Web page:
Israeli Prime Minister Benjamin Netanyahu swiftly rejected President Obama's call Thursday for Israel to pull back to the borders that existed before the 1967 Six-Day War, calling those lines militarily "indefensible."
Obama, in a sweeping address tackling the uprisings in the Middle East and the stalled peace process, stunned Washington and Jerusalem by endorsing Palestinians' demand for their own state based on the pre-1967 borders. The break with longstanding U.S. policy appeared to immediately aggravate the Israelis, who want the borders of any future Palestinian state determined through negotiations.
In a statement released late Thursday, Netanyahu said such a withdrawal would jeopardize Israel's security and leave major West Bank settlements outside Israeli borders.
"Israel appreciates President Obama's commitment to peace," the statement said. "Israel believes that for peace to endure between Israelis and Palestinians, the viability of a Palestinian state cannot come at the expense of the viability of the one and only Jewish state. That is why Prime Minister Netanyahu expects to hear a reaffirmation from President Obama of U.S. commitments made to Israel in 2004. ... Among other things, those commitments relate to Israel not having to withdraw to the 1967 lines."
The U.S. had previously endorsed the concept of a Palestinian state, but not the demand for permanent pre-1967 borders, with mutually agreed land swaps. The declaration comes ahead of a meeting in Washington between Obama and Netanyahu.
"The status quo is unsustainable," Obama said. "A lasting peace will involve two states for two peoples."
Though the shift will likely create tension as the president meets with Netanyahu and heads next to address Israel advocacy group AIPAC this weekend, Obama sought to assure that the United States' commitment to Israeli security is "unshakable."
He said Israeli's right to defend itself will remain paramount, and suggested the recent unity agreement between Fatah and Hamas, which the U.S. deems a terrorist group, is problematic for negotiations. Though Israel occupied East Jerusalem, along with the West Bank and Gaza Strip, in the 1967 Six Day War, Obama said Thursday that the "future of Jerusalem" remains to be worked out, as does the fate of Palestinian refugees.
He also publicly rejected attempts by the Palestinians to gain recognition for their own state before the United Nations. "Symbolic actions to isolate Israel at the United Nations in September won't create an independent state," Obama said.
The border announcement, which came toward the end of the president's 50-minute speech, was arguably the most significant statement in an address otherwise devoted to underscoring U.S. support for the uprisings in the Middle East and North Africa. Speaking at the State Department, the president sought to align the U.S. with the ambitions of protesters pushing for economic and political reform, while warning heads of state who resist this wave that the U.S. is losing patience.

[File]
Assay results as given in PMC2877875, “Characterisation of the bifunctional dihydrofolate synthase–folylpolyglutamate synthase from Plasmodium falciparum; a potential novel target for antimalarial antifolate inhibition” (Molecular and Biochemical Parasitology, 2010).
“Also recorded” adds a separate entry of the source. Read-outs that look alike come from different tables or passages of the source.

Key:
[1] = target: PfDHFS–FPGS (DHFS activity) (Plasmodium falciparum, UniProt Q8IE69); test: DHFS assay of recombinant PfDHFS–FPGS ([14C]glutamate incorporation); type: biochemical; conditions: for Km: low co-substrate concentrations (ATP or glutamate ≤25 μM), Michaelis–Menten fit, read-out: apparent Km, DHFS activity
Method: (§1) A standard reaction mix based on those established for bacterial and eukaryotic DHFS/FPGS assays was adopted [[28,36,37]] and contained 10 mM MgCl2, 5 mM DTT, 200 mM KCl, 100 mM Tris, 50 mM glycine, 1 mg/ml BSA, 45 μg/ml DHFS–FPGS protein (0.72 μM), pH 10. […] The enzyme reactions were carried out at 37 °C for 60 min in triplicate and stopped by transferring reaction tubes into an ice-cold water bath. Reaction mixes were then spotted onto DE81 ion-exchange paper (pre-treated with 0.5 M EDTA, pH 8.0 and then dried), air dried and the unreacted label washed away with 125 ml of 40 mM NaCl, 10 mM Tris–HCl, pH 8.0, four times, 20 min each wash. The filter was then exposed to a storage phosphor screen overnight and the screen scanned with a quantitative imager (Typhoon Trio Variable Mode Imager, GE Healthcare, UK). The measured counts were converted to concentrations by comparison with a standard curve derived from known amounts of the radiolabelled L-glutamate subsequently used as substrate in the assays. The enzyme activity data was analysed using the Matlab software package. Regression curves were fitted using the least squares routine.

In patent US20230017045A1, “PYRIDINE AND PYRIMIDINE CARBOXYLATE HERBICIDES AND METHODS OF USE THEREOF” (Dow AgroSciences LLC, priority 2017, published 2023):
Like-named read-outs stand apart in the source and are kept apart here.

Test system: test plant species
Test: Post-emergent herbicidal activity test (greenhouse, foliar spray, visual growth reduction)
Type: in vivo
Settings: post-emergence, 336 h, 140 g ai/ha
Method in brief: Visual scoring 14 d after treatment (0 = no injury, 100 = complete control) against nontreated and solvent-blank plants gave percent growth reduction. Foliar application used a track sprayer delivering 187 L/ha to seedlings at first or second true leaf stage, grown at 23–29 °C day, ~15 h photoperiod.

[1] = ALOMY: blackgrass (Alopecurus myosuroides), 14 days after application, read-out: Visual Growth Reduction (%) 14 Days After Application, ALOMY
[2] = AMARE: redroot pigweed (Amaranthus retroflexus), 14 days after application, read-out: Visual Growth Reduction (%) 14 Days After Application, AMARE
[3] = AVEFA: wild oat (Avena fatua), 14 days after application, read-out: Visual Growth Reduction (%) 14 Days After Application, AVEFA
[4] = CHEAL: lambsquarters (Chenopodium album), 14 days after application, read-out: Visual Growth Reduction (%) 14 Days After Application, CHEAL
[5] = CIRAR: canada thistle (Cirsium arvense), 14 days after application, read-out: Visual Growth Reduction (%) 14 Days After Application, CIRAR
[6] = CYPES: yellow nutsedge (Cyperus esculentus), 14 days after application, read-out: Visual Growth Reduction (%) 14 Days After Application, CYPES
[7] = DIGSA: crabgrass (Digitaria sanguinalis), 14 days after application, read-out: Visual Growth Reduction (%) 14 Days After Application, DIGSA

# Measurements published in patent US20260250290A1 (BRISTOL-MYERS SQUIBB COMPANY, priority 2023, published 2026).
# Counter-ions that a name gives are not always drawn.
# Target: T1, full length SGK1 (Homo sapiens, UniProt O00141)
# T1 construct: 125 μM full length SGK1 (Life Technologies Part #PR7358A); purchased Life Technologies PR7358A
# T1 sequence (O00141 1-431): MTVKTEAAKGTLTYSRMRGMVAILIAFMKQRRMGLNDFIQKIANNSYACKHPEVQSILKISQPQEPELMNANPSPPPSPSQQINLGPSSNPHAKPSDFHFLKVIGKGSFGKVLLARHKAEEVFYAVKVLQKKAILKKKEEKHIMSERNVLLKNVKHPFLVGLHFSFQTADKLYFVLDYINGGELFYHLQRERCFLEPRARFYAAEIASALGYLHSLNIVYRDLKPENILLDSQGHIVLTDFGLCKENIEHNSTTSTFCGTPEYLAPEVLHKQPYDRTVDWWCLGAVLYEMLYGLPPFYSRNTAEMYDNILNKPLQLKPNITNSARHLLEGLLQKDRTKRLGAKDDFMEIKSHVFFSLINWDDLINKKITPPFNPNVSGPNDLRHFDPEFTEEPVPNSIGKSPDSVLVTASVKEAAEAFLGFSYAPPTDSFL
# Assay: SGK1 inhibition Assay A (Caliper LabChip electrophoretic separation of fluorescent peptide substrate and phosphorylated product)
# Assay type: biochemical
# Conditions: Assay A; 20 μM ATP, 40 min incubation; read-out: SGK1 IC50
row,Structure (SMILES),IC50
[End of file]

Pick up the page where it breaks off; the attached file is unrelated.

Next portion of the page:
"We cannot hesitate to stand squarely on the side of those who are reaching for their rights, knowing that their success will bring about a world that is more peaceful, more stable, and more just," he said.
Obama, in his strongest words to date, offered an ultimatum to Syrian President Bashar Assad. "President Assad now has a choice. He can lead that transition or get out of the way," Obama said.
He said Assad's regime, which has killed hundreds in an effort to quell the unrest in Syria, must stop shooting and arresting its people.
Obama also called Al Qaeda and Usama bin Laden, who was killed by U.S. forces in Pakistan, a "dead end," suggesting the push for reform will represent the future of the region. He sought to connect the death of bin Laden to the wave of protests, arguing that anti-western rhetoric and attacks are losing their audience. "The slaughter of innocents did not answer their cry for a better life," he said.
Rather, Obama said: "A new generation has emerged and their voices tell us that change cannot be denied."
The president is taking a carrot-and-stick approach as the Arab Spring turns to summer and protesters' demands across the region are met with repression.
After sending U.S. forces into Libya two months ago to halt strongman Muammar al-Qaddafi's advances against his people, the Obama administration sent a message Wednesday to Assad by slapping him and top officials in Damascus with financial sanctions over his regime's brutal crackdown.
Obama, in his speech Thursday, addressed the standoff in these two countries, staunchly defending U.S. military involvement in Libya. But he also offered new levels of support to Egypt and Tunisia, countries where demonstrations ousted entrenched leaders and which the administration is holding up as a "beacon" in the region, according to one official.
He outlined specific dollar support for Egypt, where the nation's tourism-fueled economy has fallen into a slump in the wake of the upheaval, in turn increasing the country's projected deficit. Obama said Thursday the U.S. would forgive roughly $1 billion in debt owed by Egypt to free up money for job-creation efforts there. Plus he plans to guarantee up to $1 billion in loans for Egypt through the Overseas Private Investment Corp., a U.S. government institution that mobilizes private capital.
Obama is pushing other steps to bolster loans, trade and international support in Egypt and in Tunisia. Protesters in Bahrain, Yemen, Syria and other nations have endured brutal setbacks. He said the changes in the region mark a "new chapter" for U.S. diplomacy and argued that America has an important role to play.
A new poll out of the Pew Research Center, though, found that the shifting political sands in the Middle East have not generally led to an improvement in the U.S. image in the region.
The Associated Press contributed to this report.